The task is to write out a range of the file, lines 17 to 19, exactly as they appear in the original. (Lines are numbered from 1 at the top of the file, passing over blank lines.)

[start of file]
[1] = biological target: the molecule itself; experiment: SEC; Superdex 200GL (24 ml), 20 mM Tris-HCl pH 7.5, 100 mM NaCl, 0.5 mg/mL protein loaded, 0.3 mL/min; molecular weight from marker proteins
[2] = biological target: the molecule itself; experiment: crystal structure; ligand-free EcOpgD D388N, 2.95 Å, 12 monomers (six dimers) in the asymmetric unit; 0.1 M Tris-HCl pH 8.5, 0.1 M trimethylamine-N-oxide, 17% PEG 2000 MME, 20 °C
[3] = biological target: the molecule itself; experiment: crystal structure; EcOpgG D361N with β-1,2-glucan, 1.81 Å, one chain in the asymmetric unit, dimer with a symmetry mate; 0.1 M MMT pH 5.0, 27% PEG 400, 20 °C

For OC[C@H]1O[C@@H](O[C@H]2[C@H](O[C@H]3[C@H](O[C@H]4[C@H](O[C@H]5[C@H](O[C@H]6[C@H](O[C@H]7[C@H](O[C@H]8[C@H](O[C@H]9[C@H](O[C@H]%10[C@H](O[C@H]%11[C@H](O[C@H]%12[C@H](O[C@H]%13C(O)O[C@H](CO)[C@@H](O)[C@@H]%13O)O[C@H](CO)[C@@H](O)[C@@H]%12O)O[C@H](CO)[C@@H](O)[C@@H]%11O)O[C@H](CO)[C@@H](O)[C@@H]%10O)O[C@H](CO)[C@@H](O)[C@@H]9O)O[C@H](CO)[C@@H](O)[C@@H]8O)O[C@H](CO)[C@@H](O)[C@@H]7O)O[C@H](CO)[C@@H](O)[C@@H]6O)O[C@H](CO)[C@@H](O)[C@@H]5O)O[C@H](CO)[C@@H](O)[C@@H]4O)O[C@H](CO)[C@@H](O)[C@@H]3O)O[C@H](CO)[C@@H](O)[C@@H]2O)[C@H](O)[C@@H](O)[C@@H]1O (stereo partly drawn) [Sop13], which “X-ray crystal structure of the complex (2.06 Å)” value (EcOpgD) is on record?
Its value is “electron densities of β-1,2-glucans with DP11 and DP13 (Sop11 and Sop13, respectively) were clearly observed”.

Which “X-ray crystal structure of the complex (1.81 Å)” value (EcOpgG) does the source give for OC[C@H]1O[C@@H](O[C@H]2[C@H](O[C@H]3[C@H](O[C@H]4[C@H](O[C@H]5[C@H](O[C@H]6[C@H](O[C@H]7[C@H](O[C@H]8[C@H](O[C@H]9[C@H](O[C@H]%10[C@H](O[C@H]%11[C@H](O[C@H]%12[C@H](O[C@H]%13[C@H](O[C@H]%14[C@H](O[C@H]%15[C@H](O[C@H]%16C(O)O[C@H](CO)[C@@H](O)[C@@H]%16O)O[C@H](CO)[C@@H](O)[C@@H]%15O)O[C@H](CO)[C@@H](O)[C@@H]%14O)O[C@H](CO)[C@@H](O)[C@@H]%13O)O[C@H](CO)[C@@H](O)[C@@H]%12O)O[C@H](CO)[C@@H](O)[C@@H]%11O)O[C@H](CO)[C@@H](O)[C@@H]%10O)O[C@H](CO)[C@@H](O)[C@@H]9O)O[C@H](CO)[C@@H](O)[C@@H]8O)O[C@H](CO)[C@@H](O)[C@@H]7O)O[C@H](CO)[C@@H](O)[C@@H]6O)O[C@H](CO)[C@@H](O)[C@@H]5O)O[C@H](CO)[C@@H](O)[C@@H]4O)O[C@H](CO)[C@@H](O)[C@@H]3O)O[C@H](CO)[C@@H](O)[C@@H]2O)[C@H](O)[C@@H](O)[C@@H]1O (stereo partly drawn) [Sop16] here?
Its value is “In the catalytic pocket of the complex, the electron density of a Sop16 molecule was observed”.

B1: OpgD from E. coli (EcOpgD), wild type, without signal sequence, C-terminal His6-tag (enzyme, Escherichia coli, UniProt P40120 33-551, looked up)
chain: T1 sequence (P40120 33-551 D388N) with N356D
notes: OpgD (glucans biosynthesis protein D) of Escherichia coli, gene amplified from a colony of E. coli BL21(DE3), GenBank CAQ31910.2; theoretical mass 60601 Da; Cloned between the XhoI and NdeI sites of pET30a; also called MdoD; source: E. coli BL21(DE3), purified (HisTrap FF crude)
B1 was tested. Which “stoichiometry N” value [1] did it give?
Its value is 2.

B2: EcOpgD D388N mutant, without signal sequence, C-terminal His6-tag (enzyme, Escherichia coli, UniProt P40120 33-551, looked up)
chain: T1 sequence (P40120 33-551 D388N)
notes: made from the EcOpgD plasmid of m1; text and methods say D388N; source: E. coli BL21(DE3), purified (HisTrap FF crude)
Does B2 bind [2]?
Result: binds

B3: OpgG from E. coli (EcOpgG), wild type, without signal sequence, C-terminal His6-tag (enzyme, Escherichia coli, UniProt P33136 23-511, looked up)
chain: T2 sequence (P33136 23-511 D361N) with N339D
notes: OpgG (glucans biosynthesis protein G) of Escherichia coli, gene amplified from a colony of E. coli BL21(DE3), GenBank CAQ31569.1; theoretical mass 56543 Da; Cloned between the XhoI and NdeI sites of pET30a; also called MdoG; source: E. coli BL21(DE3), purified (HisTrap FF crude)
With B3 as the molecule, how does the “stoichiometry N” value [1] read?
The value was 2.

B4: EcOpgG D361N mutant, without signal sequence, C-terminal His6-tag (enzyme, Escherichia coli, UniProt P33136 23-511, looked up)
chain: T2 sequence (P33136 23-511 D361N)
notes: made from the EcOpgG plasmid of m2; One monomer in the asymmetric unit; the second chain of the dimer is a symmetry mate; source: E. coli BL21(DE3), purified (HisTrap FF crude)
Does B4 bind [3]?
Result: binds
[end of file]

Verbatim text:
Result: binds

B3: OpgG from E. coli (EcOpgG), wild type, without signal sequence, C-terminal His6-tag (enzyme, Escherichia coli, UniProt P33136 23-511, looked up)
chain: T2 sequence (P33136 23-511 D361N) with N339D